The number of public housing units planned for the 2020-2021 construction season has been reduced by 24 units amid Covid-19. In February of this year, the Nunavut Housing Corporation (NHC) announced a plan of constructing 130 public housing units in the territory; 70 in Iqaluit and 60 in other Northern communities.
Now, 46 public housing units are to be constructed for the 2020-2021 season in Iqaluit. The other 24 housing units will be put out for tender in January 2021, said Mike McPherson, Vice President and Chief Operating Officer of NHC.
“Due to Covid-19 there were some slowdowns dealing with the City of Iqaluit to finalize the lots that we’re looking at for development permits and finalizing our designs with the city,” said McPherson.
The slowdowns occurred since the city was not open to the public and in-person meetings were not held, he added.
However, for all the other Northern communities 60 units will still be built as originally planned. Naujaat and Pond Inlet will see 15 residences built in each community. Hall Beach and Kugaaruk are set to build 10 houses each.
The NHC had also announced the building of five staff housing units in each of the following communities: Gjoa Haven, Kugluktuk and Sanikiluaq.
This plan is being upheld with one exception, Sanikiluaq will build four instead of five staff housing units this construction season. McPherson said a staff housing unit has been deferred due to land issues.
Approximately $70 million has been allocated to the public and staff housing builds for the 2020-2021 season, which ends in October 2021.
“I do see business as usual for construction,” he said.
The NHC Vice President said the construction season, which usually begins in March or April, has faced “some minimal delays” amid Covid-19.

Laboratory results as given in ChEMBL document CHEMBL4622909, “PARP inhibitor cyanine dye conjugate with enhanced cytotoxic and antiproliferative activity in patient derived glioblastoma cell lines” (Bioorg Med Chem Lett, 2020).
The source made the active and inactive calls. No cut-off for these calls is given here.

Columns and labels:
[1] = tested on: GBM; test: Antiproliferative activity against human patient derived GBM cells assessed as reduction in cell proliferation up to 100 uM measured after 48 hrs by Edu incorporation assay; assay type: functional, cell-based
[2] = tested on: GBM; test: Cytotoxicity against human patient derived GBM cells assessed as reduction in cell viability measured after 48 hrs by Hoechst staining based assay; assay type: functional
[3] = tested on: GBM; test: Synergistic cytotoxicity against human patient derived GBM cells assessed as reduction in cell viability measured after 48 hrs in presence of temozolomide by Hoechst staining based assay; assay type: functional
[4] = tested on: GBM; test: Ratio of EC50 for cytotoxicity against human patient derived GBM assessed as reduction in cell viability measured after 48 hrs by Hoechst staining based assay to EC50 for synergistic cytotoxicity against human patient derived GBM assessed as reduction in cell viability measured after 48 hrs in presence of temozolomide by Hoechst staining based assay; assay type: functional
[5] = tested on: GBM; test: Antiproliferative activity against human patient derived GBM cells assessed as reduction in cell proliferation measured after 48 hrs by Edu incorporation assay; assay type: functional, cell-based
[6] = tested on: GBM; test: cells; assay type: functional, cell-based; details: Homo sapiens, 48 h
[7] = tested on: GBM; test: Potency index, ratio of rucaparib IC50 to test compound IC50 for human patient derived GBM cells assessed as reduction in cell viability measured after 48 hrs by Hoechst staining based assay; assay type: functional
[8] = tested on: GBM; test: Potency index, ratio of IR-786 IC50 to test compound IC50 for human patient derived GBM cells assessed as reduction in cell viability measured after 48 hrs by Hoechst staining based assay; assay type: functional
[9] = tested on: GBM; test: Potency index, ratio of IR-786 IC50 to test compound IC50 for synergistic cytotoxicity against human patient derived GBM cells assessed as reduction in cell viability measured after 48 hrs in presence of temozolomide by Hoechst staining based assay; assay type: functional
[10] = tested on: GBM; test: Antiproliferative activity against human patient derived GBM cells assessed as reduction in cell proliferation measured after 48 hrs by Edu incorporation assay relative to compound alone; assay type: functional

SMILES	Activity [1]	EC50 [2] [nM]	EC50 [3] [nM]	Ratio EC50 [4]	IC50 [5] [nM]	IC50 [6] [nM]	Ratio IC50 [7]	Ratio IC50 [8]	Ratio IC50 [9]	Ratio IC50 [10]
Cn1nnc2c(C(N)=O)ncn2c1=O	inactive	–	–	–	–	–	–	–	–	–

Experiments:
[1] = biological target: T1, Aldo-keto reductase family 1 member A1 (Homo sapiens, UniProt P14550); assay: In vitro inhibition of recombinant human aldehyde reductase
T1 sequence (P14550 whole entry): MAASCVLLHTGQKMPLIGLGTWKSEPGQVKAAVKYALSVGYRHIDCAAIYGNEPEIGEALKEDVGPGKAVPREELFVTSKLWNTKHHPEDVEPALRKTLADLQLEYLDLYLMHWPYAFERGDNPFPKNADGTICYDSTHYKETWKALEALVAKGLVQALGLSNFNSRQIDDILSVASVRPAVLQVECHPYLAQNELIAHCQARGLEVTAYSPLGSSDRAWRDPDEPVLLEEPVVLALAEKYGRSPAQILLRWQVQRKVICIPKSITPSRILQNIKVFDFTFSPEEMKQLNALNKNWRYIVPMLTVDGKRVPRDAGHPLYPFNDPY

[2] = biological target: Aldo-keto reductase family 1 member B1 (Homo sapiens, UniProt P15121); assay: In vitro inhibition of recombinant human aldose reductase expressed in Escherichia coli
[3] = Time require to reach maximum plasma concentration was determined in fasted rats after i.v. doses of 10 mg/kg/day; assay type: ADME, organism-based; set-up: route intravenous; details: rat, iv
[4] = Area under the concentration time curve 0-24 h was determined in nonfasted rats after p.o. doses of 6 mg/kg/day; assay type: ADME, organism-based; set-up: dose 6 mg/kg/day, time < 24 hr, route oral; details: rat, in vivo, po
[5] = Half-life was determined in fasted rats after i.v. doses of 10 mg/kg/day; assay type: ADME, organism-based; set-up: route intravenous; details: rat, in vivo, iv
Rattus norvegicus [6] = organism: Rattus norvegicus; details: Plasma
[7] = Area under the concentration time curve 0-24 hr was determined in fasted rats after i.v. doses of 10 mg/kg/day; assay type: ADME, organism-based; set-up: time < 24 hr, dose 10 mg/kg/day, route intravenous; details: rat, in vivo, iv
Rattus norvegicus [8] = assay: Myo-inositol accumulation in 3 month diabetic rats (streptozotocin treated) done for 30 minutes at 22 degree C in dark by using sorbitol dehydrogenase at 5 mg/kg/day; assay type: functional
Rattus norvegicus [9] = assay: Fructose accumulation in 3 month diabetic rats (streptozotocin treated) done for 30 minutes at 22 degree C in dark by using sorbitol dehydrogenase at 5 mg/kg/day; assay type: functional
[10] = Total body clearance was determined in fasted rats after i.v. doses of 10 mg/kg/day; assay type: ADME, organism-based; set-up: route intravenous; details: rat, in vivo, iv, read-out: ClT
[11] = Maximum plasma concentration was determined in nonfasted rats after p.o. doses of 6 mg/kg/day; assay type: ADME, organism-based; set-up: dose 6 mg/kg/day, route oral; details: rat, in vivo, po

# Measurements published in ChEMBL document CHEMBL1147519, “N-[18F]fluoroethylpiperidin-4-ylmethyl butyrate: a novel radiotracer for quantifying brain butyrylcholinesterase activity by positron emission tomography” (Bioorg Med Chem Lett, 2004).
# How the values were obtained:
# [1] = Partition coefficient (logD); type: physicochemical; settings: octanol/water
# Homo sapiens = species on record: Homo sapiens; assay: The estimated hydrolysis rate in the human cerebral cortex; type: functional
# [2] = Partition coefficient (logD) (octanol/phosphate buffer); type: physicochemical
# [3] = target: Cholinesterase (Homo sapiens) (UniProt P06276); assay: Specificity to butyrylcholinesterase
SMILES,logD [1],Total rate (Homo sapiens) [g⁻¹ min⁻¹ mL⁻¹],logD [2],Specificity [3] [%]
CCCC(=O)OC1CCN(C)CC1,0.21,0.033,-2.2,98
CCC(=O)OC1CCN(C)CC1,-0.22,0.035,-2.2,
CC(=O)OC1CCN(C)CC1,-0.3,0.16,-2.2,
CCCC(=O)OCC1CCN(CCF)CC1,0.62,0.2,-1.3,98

On May 28, Lorne Kusugak, minister of Community and Government Services, officially announced the decision to move forward with the construction season in Nunavut despite Covid-19.
Alongside Inuit and Northern workforce, skilled workers from southern Canada are working on housing projects.
All southern construction workers building housing units are complying to the strict requirements of the 14-day isolation period, assured McPherson. These skilled workers are isolating in Quebec City, Ottawa, Winnipeg and Edmonton, he said. To date 70 construction workers have isolated in hubs. The companies that have been awarded construction tenders through NHC are being assisted with quarantine fees.
Compared to last year’s construction season, the number of construction workers building houses has not decreased this season due to Covid-19, said McPherson.
The greatest challenge for NHC however, during the pandemic, has been a “logistical challenge” around organizing the hubs for the construction workers, said McPherson.
Making flight arrangements that coincide with the days employees are scheduled to check into an isolation hub has been a challenge, he explained. This involves pre-planning and communicating with companies, construction workers, hubs and the Department of Health.
“It has been a logistical challenge, but we’re proud that we managed to move forward with all our bills to support Nunavummiut and Inuit for getting new housing constructed,” said McPherson.